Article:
My research and field work as linguistic anthropologist

Regularly going in the Colombian Amazon since 1997, I have dedicated myself to the transcription, translation and study of oral literature of Yucuna and Tanimuca Indians, whose respective languages are classified as definetely endangered and severely endangered by UNESCO. These languages are different because they respectively belong to the Arawakan and Tucanoan language families, but many of these Indians speak both languages because of their exogamous affinal relationships. Their cultures are quite similar, despite their linguistic differences; many dances, ritual practices, worldviews and mythological references are similar or shared.

This site aims to make publicly available the materials and documents (corpus of narrations, conversations, chants, etc.) that I have developed with Yucuna and Tanimuca Indians, in order to introduce, describe and understand their languages and cultures.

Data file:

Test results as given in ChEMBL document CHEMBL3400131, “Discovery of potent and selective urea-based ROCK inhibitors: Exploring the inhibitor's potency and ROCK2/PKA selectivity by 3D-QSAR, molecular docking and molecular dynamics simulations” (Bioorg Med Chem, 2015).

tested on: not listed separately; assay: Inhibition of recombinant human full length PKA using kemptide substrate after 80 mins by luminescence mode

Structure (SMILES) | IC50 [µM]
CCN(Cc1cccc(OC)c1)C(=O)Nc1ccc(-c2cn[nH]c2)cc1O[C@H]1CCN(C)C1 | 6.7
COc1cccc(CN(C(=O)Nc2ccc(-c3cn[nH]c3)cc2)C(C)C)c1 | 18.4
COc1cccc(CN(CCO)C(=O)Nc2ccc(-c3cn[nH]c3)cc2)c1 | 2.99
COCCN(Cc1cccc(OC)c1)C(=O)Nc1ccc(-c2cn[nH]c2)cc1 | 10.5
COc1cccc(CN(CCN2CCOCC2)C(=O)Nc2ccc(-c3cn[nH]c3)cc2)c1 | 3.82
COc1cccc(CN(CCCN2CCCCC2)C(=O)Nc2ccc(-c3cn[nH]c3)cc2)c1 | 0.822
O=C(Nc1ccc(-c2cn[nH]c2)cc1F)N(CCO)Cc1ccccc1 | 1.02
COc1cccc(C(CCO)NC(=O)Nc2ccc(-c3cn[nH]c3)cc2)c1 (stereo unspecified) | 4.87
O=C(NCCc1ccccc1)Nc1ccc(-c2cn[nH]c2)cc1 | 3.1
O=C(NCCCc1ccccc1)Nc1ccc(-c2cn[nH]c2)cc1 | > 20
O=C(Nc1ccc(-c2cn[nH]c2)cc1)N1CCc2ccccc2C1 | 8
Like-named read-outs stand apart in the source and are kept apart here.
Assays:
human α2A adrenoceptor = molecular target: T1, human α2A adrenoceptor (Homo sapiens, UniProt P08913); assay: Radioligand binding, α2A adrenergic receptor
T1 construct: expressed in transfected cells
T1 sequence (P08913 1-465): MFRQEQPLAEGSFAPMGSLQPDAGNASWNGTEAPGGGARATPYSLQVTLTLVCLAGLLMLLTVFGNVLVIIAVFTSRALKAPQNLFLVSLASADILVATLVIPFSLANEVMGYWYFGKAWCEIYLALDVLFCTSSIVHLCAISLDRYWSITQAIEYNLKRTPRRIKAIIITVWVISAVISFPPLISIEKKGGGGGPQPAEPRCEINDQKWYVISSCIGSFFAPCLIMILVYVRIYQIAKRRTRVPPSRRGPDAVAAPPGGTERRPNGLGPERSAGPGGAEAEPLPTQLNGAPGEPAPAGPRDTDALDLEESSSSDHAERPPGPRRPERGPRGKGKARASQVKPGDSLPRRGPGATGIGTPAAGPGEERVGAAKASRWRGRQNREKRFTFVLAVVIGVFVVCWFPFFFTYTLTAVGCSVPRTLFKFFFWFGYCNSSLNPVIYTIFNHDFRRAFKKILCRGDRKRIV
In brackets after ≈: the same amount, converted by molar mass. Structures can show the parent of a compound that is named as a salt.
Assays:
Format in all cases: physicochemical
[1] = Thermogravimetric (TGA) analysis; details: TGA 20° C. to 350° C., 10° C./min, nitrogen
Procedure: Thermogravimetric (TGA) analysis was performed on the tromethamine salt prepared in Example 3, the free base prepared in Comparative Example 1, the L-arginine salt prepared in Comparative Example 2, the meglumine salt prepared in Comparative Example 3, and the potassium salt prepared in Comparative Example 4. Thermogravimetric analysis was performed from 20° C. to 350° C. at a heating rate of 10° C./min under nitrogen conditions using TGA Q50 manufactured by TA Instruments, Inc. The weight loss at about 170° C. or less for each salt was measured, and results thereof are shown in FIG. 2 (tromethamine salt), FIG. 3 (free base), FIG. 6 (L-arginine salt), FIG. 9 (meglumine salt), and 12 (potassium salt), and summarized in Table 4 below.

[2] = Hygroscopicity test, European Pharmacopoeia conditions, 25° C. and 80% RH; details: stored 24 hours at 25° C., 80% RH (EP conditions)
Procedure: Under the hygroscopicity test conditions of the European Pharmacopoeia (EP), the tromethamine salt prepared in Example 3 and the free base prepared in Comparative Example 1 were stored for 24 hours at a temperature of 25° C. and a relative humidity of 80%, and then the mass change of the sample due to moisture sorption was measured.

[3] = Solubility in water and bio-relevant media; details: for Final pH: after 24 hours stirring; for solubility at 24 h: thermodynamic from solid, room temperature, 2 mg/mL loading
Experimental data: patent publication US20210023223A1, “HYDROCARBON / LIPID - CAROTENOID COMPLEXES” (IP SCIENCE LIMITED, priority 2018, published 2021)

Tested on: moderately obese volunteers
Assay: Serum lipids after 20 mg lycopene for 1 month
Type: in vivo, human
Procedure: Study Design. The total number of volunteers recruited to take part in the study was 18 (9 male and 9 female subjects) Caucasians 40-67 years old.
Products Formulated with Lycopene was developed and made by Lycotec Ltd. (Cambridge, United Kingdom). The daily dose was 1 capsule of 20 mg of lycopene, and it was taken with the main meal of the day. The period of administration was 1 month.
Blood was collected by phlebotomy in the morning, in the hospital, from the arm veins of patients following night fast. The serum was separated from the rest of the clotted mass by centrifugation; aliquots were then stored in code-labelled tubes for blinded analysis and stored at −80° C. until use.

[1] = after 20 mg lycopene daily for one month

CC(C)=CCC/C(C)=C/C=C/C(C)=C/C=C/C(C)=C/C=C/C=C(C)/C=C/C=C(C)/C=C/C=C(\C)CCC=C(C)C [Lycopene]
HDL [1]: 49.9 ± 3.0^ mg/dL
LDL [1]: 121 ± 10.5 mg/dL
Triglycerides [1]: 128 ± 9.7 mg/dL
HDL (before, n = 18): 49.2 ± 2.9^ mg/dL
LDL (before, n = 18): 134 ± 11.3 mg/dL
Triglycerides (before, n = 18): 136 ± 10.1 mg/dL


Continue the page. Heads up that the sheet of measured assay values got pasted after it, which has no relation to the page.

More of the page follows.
I received a PhD in anthropology in 2001, and a Habilitation at Paris-Sorbonne University. Since 2001, I am belonging to LACITO (Langues et civilisations à tradition orale) laboratory at CNRS (French National Center for Scientific Research).

I have published books and articles about the ethnology and ethnolinguistic of Yucuna Indians. Especially I have been working on their mythology since 2007. I am also interested in the shamanism and their incantations. Meanwhile, I have been studying the culture and language of Tanimuca since 2002.

My resume (in english)

My web page on the CNRS's website

My page on


Localization of the Yucuna-speaking and Tanimuca-speaking Indians

Localization of the Yucuna-speaking Indians : The Yucuna (or Kamejeya), the Matapí (Jupichiya), the Je'rúriwa, the Jimíke'pi and the Jurumi

Localisation of the Tanimuca-speaking Indians : The Tanimuca (or Ũ’páirã) and the Letuama (Rétuarã)

Yucuna and Tanimuca area in Google Maps


Mario Matapi's Rounhouse (maloca),

La Pedrera, Camaritagua, 2003/07